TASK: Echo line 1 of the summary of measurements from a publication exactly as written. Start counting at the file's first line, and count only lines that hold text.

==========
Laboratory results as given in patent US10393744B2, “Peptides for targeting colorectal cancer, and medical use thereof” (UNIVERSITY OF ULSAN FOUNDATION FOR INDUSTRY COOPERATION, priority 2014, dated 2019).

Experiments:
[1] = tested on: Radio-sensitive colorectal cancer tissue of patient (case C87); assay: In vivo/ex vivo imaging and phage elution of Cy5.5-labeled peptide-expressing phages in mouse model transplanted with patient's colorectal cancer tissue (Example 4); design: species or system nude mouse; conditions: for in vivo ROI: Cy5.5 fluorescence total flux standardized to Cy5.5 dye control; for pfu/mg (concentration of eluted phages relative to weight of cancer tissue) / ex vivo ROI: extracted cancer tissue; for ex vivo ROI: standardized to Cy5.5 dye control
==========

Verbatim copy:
Laboratory results as given in patent US10393744B2, “Peptides for targeting colorectal cancer, and medical use thereof” (UNIVERSITY OF ULSAN FOUNDATION FOR INDUSTRY COOPERATION, priority 2014, dated 2019).